Well, apart from my love of fat and whisky (in moderation) I don’t have that many vices…I try to keep a reasonably healthy diet but I think the love of fat is in my genes, at least half of my ancestors lived in a cold climate 🙂

        Liked by 1 person

      4. Oh, don’t rub it in, please! I am going on a very strict diet, starting today, after all the Passover goodies.

        Liked by 1 person

      5. lilyandardbeg says:

        Well, I don’t have curves. I can’t really just buy a dress, it always needs adjusting. I think health comes in all shapes -and being healthy is beautiful 🙂 Also, life is too short to deny yourself small pleasures- and food is definitely one of them 🙂

        Liked by 1 person

      6. I agree and I am still turning green with envy. Healthy is beautiful, but overweight is not healthy, especially at my age. Also, as you can surmise from my recipes, I don’t deny myself anything when I go on a diet. And I certainly never deny myself a glass of wine with my meal and a dessert drink afterwards.

        Liked by 1 person

      7. lilyandardbeg says:

        Well, to be honest a healthy diet is actually delicious – even a simple meal made fresh, from good quality ingredients is much better than fast food. I’m sure your dieting won’t be a torture and you’ll easily find a way to replace things that are less diet-friendly with something lighter and equally delicious 🙂
        But I really think I need fat-if I try to be good and reduce the amount of fat I consume I’m simply hungry and miserable. I eat loads of nuts-and even though they are full of fat at least they are good for my brain and muscles. And I will love myself even if I’m fat 🙂

        Liked by 1 person

      8. My dieting is never a torture: I just had a HUGE spinach salad with raspberries and grilled tofu for dinner. Soaked raw almonds for dessert and a cup of homemade detox tea – all of it delicious. As long as you listen to your body and fuel it with healthy foods, you are fine. I don’t think you’ll ever be fat; you seem to have the kind of metabolism that burns fat as soon as it gets in. My issue is not appearance (never has been!), but a sort of a weak heart that doesn’t manage well with extra weight. And I like to keep active with yoga, swimming, working out, walking, dancing, etc.

        Liked by 1 person

      9. brianandlily says:

        I like spinach (mostly fried, though), tofu, raspberries and almonds…so it does sound rather delicious 🙂 I’m sure you’ll be healthy, happy and well fed (in the most positive way) 🙂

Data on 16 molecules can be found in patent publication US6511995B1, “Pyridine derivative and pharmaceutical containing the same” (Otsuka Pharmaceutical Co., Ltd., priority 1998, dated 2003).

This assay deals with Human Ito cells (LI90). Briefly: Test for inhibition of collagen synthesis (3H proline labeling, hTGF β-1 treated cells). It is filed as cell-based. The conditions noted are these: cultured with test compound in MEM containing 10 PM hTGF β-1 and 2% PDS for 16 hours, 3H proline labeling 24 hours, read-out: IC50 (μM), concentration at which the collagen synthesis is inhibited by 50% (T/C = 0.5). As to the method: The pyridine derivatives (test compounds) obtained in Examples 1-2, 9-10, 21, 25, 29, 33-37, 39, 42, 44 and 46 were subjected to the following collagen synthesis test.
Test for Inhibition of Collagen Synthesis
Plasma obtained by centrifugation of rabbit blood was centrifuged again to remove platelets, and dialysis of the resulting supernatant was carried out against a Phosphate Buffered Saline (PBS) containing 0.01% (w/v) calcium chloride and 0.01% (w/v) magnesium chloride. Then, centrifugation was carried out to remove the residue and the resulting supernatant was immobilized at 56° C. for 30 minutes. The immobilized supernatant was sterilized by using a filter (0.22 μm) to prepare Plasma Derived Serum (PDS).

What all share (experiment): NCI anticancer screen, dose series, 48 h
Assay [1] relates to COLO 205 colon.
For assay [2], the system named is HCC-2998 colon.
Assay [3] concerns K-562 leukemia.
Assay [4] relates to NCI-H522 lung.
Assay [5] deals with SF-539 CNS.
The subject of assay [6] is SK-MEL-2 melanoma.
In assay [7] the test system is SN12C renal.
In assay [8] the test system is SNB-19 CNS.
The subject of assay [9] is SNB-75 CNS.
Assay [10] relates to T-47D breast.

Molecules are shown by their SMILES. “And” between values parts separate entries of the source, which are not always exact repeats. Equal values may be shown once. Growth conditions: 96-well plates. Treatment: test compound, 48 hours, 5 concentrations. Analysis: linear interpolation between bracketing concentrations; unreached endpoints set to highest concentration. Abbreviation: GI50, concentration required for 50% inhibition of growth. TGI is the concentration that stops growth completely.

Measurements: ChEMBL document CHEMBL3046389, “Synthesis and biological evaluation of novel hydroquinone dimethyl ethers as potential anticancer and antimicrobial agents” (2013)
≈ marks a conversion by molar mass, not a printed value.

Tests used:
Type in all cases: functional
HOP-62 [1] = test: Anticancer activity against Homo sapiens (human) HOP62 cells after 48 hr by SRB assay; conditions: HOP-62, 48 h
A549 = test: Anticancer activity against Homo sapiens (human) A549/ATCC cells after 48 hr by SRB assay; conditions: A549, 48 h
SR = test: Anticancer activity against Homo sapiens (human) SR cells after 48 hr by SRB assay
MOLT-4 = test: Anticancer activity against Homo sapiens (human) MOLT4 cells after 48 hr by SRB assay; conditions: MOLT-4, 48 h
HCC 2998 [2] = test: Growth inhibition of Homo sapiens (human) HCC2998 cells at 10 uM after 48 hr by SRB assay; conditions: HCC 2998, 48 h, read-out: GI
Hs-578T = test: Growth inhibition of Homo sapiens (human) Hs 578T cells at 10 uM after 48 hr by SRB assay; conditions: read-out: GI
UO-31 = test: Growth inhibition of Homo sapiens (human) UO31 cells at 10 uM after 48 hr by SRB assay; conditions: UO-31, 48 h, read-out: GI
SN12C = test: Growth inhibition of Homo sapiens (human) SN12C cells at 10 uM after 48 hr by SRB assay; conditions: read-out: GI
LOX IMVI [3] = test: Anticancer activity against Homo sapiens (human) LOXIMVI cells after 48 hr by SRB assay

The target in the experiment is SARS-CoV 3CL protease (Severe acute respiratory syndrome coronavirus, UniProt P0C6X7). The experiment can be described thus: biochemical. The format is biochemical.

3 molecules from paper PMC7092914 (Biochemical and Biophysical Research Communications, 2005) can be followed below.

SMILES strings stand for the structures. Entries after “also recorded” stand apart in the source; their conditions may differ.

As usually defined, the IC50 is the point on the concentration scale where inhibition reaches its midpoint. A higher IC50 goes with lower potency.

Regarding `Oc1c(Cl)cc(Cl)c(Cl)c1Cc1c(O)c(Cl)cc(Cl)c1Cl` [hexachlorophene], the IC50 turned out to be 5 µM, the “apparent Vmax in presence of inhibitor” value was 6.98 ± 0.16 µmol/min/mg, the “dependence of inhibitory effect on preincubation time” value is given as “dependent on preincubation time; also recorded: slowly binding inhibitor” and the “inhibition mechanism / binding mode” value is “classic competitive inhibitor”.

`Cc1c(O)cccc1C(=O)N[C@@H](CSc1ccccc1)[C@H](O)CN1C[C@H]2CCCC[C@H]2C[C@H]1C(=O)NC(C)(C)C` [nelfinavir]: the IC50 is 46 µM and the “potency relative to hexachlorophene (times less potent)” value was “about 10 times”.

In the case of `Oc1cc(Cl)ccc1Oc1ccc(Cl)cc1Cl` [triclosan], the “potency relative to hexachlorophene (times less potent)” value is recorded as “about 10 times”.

Liked by 1 person

      10. Thank you, I am trying to achieve that state. With your predilection for everything fried, you’d feel right at home in Memphis, Tennessee. They serve deep fried pickles.

        Like

  12. Soup is good for the soul, in my opinion. 🌟✨💫

    Liked by 2 people

    1. I agree, and it doesn’t have to be “chicken soup”!

      Liked by 1 person

  13. Elizabeth says:

    Happy Passover! This brings back memories of my youngest son asking the four questions.

    Liked by 2 people

    1. I am glad my post elicited happy memories!

      Liked by 1 person

      1. Elizabeth says:

        I have to laugh at my little Irish sons so excited about Passover!

        Liked by 1 person

    2. I also meant to say Thank you!

      Liked by 1 person

      1. Elizabeth says:

        LOL You’re welcome!

        Liked by 1 person

  14. Tbis is right for me…esp a delicious vluten free options. Thanks!

    Liked by 2 people

    1. Thank you so much – I am glad you like it!

      Liked by 1 person

  15. lifelessons says:

    I had forgotten about that golden oldie. The song, not the soup, which looks delicious.

    Liked by 2 people

    1. Thank you so much for stopping by and for your kind comment, Judy!

      Liked by 1 person

  16. voulaah says:

    So yummy, I really wana have this soup tonight
    Thank you for sharing
    kisses

    Liked by 1 person

    1. Thank you so much, darling, I am glad you like it – enjoy!

      Liked by 1 person

      1. voulaah says:

        you are very welcome dear
        kisses

        Liked by 1 person

    1. Thank you! Same to you!

      Like

    1. Thank you for reblogging!

      Liked by 1 person

  17. oldpoet56 says:

    As is usual with you my friend, one good story wrapped inside of another good story and that is even before one tries your recipes.

    Liked by 1 person

    1. Thank you, Ted, you are so kind!

      Like

  18. oldpoet56 says:

    Oops, I forgot to tell you, I am going to reblog this article for you.

    Liked by 1 person

    1. Thank you so much, and you don’t have to tell me: you have a carte blanche to reblog anything you wish!

      Like

    1. Thank you for reblogging, dear friend!

      Like

  19. Rustic Edibles says:

    Haven’t heard that one in a long time. And the soup looks great too.

    Liked by 1 person